manner, the red player must first cross a river, then a desert.
phase (see back
side of the tender — though the translation is horrible):
the track-building phase the players may build across the terrain cards lying in
front of their own train.
terrain cards have to be built in the direction the train is travelling,
i.e. in the sequence in which the player bought them.
player who won the auction in the previous land buying phase takes the top
card from the terrain stack and places it face up on the table. He then
decides whether he wants to build.
across a terrain requires the amount of track pieces shown on the terrain
map card (i.e. 6 for a desert, 7 for a village, etc.)
successfully build, the following may be used in any combination:
total number of track pieces shown on the terrain cards drawn from the terrain
total number of track pieces shown on all terrain cards in front of a
c) 1 or
more bonus track(s) (see “The river”)
d) Missing track pieces may be
purchased for 10 pounds each (subtracted from a player’s capital)
a player cannot or does not want to build, he must pass and the
player to his left is next.
player takes another card from the terrain stack and places it face up next
to the first card drawn. He now has the advantage of using the track pieces
from both cards drawn to help him build across his terrain. If he
also passes, play continues to the player on his left, who draws another
card, and so on, until a player successfully builds across a terrain.
of the track-building phase:
a player decides to build (even if you have the required track, you do not have
to build), he adds the value of the terrain card (found on the coin) to
his capital. He then flips the terrain card over, exposing the “track”
side, and moves his train on to the card (see the yellow or green trains on
revealed cards drawn from the terrain stack are discarded, whether or not all
of them were actually needed to cross the terrain. Any used bonus cards
(see “The river”) are also discarded. Any terrain cards that lie ahead
of your train remain in place, even if they have been used for track pieces
(see the yellow train in drawing 2. His first terrain has been crossed, but
a savanna still lies ahead, with 2 track pieces on the card ready to use).
The track pieces on these cards can be used again at any time to pay for
one player has no terrain card left to develop in front of his
train (see the green engine in drawing 2), the track-building phase ends
immediately and a new land buying phase (auction) begins.
all players have terrain cards left to develop in front of their trains, the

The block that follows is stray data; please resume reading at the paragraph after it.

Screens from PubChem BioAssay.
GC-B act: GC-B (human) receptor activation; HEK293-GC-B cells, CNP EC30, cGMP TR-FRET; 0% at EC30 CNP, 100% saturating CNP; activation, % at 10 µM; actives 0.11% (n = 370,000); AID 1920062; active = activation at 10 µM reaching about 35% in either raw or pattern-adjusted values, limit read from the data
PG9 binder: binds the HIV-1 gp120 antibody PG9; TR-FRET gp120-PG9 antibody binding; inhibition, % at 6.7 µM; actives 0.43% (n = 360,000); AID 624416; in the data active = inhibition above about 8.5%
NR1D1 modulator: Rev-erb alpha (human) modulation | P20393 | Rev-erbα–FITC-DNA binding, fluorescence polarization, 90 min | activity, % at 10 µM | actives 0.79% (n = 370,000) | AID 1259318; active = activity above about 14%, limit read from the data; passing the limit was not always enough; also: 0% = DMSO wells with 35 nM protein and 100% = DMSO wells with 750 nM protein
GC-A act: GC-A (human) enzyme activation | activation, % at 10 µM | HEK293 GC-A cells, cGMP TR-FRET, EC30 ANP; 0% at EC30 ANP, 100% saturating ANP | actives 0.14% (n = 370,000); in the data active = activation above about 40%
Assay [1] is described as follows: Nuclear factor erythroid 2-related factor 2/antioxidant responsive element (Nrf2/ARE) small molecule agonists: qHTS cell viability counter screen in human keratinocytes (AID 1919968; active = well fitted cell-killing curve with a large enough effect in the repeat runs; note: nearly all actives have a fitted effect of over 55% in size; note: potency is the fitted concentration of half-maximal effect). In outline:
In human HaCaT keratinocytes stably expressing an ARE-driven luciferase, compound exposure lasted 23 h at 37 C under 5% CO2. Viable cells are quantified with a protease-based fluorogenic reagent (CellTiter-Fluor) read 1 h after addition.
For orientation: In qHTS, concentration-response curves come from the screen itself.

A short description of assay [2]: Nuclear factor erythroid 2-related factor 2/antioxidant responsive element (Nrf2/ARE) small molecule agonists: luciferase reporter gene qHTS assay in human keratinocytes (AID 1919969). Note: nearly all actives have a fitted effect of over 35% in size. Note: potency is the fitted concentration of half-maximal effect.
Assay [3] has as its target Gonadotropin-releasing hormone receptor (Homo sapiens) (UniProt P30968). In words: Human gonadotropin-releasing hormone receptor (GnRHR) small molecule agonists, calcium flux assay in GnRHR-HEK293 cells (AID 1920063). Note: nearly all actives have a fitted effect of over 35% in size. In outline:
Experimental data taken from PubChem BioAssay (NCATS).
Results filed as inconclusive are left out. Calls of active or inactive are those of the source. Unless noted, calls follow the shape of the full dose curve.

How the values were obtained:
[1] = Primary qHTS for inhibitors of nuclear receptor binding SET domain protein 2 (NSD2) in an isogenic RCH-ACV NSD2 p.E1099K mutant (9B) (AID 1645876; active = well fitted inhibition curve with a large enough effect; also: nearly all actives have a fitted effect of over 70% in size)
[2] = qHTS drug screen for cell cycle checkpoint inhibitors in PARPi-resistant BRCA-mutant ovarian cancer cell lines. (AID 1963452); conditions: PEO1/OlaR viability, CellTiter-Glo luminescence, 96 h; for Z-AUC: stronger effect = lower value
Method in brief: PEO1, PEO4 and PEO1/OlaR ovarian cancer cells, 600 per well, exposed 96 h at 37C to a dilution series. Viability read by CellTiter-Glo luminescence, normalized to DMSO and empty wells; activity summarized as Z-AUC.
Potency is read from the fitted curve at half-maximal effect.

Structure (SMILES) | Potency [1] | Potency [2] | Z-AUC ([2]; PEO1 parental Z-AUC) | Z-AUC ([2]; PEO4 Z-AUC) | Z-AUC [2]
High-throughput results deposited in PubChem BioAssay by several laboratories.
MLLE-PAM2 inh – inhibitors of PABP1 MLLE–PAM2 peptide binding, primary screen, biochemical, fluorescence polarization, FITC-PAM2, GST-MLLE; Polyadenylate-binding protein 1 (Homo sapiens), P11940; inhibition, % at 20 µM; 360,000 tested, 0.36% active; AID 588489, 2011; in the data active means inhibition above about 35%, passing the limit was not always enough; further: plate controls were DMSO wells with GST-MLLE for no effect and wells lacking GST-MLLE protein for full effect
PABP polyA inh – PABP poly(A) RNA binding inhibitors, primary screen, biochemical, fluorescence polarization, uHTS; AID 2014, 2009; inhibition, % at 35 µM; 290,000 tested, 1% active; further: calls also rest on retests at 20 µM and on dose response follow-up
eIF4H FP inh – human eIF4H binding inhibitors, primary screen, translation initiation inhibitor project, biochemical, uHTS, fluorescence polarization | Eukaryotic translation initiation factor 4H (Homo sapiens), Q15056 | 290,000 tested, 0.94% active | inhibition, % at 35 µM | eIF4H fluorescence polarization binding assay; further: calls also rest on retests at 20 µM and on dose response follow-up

track building phase continues with another round. The player who built last
draws a new card from the terrain stack and chooses whether to play or pass.
Play continues as normal in the track-building phase until one player has no
terrain left to develop, at which point a new land buying phase (auction)
is possible for a player to develop multiple terrain cards over the course
of a track-building phase (i.e. before going back to a land buying phase).
This requires several rounds to do so. Each time you build, you can only
ever traverse one terrain card with a single build, even if you had
enough excess track pieces to cross two or more.
If at any point in the game the terrain stack from the middle of the table is
used up, the discard pile is shuffled and the cards are placed in a new stack.
a player develops a terrain, all other players whose trains are directly
in front of a river receive a bonus track (see the red train in drawing
2). Note that you only receive a bonus track when a river is the very
next terrain in your column. You do not receive bonus tracks for
river terrain further down your column.
track is taken from either the discard pile or the draw stack. The card is
flipped over to the track side, and sits in front of a player until he is
ready to use it. Each bonus track is worth exactly one track piece and can
be used as described in the track-building phase. Bonus tracks can be used
sparingly, and do not have to be spent all at once.
player may never have more than 5 bonus tracks.
of the game:
soon as one player has successfully built across his 8th terrain card, he
has won the game.
capital is useless and counts for nothing.